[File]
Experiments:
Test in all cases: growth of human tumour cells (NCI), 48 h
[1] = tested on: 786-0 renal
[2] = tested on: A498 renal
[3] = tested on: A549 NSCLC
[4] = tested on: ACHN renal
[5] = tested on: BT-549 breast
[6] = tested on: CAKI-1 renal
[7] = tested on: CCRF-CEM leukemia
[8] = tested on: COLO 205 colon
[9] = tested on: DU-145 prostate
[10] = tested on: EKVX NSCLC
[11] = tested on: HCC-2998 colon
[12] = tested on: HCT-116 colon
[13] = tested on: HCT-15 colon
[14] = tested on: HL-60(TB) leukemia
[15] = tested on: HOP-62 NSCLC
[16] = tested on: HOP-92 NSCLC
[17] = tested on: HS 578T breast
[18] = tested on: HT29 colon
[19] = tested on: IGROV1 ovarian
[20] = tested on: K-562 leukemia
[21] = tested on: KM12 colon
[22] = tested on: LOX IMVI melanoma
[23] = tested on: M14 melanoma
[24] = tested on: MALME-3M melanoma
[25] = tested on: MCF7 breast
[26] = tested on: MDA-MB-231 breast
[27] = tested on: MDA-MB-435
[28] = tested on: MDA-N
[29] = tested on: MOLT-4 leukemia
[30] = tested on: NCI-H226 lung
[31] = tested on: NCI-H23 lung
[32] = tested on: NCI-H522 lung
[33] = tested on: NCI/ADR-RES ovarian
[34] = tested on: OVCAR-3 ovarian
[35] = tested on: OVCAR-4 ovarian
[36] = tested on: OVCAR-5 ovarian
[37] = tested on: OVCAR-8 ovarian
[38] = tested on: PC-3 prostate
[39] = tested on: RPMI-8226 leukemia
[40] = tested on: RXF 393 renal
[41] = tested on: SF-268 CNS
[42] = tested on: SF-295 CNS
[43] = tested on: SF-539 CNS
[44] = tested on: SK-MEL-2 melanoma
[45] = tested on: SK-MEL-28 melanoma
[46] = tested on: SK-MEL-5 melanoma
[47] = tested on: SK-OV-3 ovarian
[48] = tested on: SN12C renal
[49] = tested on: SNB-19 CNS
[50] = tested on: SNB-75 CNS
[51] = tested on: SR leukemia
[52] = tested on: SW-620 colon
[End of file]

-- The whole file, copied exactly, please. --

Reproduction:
Experiments:
Test in all cases: growth of human tumour cells (NCI), 48 h
[1] = tested on: 786-0 renal
[2] = tested on: A498 renal
[3] = tested on: A549 NSCLC
[4] = tested on: ACHN renal
[5] = tested on: BT-549 breast
[6] = tested on: CAKI-1 renal
[7] = tested on: CCRF-CEM leukemia
[8] = tested on: COLO 205 colon
[9] = tested on: DU-145 prostate
[10] = tested on: EKVX NSCLC
[11] = tested on: HCC-2998 colon
[12] = tested on: HCT-116 colon
[13] = tested on: HCT-15 colon
[14] = tested on: HL-60(TB) leukemia
[15] = tested on: HOP-62 NSCLC
[16] = tested on: HOP-92 NSCLC
[17] = tested on: HS 578T breast
[18] = tested on: HT29 colon
[19] = tested on: IGROV1 ovarian
[20] = tested on: K-562 leukemia
[21] = tested on: KM12 colon
[22] = tested on: LOX IMVI melanoma
[23] = tested on: M14 melanoma
[24] = tested on: MALME-3M melanoma
[25] = tested on: MCF7 breast
[26] = tested on: MDA-MB-231 breast
[27] = tested on: MDA-MB-435
[28] = tested on: MDA-N
[29] = tested on: MOLT-4 leukemia
[30] = tested on: NCI-H226 lung
[31] = tested on: NCI-H23 lung
[32] = tested on: NCI-H522 lung
[33] = tested on: NCI/ADR-RES ovarian
[34] = tested on: OVCAR-3 ovarian
[35] = tested on: OVCAR-4 ovarian
[36] = tested on: OVCAR-5 ovarian
[37] = tested on: OVCAR-8 ovarian
[38] = tested on: PC-3 prostate
[39] = tested on: RPMI-8226 leukemia
[40] = tested on: RXF 393 renal
[41] = tested on: SF-268 CNS
[42] = tested on: SF-295 CNS
[43] = tested on: SF-539 CNS
[44] = tested on: SK-MEL-2 melanoma
[45] = tested on: SK-MEL-28 melanoma
[46] = tested on: SK-MEL-5 melanoma
[47] = tested on: SK-OV-3 ovarian
[48] = tested on: SN12C renal
[49] = tested on: SNB-19 CNS
[50] = tested on: SNB-75 CNS
[51] = tested on: SR leukemia
[52] = tested on: SW-620 colon